Eckert: New donation system helps student scholarships

Student Mind


Kushagra Gupta/Observer

The new donation system gives CWRU an edge when it comes to attracting students.

In the last issue of The Observer, there was an article titled “Scholarships get personal.” This story discussed an addition to Case Western Reserve University’s policy on scholarships. There is a new option for donors looking to make contributions.

In the past few years, the application rate at CWRU has increased dramatically. This could be attributed to the growing number of students applying for college nationwide; the number is also expected to grow even more in coming years. More students are going to college, so CWRU should in turn have a higher application rate.

The university has reacted accordingly. Currently, CWRU has made a new level of donations for scholarships available to prospective donors. Donors are now allowed to donate between $1 and $25,000. This is great for incoming students because all donations will go towards scholarships.

This new donation level is also helpful to alumni and other donors because it opens the door for donors looking to donate smaller amounts of money. I expect that many more people will want to donate to scholarships now that they are able to donate smaller amounts. Previously, many people had chosen not to donate because of the requirements. I realize many CWRU graduates are extremely successful, but that doesn’t necessarily mean they have thousands of dollars that they’d like to donate.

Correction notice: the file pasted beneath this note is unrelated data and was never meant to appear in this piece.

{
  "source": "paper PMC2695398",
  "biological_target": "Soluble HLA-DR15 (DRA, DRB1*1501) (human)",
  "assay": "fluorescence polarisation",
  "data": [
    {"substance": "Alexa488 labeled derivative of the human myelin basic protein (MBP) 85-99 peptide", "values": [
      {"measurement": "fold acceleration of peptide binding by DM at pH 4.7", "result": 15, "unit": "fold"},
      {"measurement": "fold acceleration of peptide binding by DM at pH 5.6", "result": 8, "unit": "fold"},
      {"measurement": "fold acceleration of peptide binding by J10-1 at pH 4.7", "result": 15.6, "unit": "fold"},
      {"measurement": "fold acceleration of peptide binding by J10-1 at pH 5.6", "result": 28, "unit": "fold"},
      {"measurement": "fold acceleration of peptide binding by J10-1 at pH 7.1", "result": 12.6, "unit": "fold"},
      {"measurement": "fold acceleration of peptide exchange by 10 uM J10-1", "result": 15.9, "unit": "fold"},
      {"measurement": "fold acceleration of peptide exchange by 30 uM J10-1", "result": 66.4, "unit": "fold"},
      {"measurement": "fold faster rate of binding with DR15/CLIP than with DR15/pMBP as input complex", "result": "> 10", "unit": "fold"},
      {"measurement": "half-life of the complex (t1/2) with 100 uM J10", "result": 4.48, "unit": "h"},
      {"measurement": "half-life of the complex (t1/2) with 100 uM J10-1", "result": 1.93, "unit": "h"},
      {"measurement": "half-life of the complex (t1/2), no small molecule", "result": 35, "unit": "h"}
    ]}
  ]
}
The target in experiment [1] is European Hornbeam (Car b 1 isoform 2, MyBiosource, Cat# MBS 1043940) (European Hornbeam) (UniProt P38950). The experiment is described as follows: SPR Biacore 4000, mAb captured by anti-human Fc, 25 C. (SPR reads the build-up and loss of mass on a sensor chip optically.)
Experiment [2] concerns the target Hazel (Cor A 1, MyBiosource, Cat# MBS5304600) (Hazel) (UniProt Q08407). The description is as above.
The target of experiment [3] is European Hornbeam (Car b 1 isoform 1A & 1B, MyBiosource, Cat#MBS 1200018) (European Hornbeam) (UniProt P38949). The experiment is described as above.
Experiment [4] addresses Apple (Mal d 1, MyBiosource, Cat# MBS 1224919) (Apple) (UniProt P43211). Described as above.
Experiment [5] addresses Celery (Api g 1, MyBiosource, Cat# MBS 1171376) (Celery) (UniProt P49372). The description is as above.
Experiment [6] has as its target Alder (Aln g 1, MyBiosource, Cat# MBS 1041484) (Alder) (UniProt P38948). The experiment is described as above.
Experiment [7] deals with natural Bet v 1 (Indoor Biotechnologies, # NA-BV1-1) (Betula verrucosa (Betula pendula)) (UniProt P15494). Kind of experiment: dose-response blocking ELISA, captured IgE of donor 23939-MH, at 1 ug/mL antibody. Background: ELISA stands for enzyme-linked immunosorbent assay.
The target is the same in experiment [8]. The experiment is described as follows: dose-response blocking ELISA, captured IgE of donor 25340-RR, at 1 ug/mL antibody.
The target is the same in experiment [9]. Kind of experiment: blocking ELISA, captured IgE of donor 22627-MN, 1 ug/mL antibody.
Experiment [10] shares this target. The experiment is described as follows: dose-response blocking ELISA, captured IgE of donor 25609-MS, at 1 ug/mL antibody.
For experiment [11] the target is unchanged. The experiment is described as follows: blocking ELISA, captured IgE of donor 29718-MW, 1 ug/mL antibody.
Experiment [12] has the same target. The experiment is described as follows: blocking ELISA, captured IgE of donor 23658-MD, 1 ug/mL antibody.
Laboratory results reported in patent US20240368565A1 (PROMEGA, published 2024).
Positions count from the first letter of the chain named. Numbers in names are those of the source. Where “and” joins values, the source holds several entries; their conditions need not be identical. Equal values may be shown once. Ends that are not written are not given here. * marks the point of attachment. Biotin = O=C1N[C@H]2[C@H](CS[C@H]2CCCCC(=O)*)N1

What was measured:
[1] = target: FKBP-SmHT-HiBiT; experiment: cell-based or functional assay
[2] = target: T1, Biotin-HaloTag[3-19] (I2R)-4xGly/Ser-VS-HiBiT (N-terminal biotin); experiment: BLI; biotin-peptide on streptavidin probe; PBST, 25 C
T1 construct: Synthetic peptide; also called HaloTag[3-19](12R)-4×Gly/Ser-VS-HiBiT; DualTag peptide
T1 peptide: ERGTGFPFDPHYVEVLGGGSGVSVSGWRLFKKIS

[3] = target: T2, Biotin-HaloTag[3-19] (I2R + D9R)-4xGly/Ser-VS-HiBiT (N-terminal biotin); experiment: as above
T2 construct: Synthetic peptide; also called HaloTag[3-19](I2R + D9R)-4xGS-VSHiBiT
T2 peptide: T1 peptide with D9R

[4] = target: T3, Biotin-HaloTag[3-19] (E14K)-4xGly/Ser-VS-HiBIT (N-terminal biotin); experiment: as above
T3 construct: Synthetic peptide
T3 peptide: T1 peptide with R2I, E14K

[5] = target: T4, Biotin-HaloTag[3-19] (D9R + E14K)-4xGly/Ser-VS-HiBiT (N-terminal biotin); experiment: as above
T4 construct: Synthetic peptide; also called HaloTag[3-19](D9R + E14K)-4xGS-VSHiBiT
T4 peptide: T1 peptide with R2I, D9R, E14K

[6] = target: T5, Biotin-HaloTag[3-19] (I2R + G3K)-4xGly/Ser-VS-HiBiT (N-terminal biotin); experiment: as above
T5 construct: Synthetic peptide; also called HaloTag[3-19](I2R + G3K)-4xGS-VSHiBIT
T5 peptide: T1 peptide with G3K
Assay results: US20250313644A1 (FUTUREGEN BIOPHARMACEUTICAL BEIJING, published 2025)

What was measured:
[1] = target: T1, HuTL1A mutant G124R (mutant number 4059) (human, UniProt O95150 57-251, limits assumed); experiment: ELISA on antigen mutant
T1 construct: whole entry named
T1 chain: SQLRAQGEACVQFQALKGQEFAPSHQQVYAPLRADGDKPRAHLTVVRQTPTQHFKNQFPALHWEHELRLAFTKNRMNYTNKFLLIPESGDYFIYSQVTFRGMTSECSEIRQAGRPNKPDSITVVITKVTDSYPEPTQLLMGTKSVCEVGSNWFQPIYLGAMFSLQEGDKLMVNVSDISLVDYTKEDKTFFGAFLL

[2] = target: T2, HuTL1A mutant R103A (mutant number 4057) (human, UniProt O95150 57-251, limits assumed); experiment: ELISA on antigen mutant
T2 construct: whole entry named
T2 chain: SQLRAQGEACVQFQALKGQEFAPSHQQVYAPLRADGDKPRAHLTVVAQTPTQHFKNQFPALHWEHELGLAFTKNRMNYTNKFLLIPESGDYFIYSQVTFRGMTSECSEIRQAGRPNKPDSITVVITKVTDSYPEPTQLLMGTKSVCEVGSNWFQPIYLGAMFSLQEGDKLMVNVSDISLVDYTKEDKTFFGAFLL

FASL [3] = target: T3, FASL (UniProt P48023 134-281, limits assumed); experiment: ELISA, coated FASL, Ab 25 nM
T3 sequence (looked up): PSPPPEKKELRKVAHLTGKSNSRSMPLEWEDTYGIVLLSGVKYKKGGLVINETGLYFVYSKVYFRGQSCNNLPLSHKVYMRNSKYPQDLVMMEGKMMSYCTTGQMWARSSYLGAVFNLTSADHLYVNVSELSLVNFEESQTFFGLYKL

More scholarship money is also good for prospective students. Many students today compare the cost of college as much as they compare programs when picking a school. I, along with many of my friends, chose CWRU because of the amount of scholarship money I could receive.

Money is a key factor in the college application process. Even if CWRU wasn’t the cheapest option, most students still compare prices and think about the cost of college when making a decision. I know that if I hadn’t received the scholarship that I did, I wouldn’t be at CWRU right now. I would’ve chosen a less prestigious school or a public school in-state instead.

The importance of scholarships is easy to understand. CWRU’s ability to give out its scholarships makes the university even more competitive. While CWRU may cost as much as some Ivy League schools, the university’s scholarships enable it to compete for the same students.

The decision to enable more donors to give only sharpens this edge. CWRU will be able to increase admissions and stay competitive for the increasing number of students applying and enrolling in college.

Brian Eckert is a first-year finance and economics double major.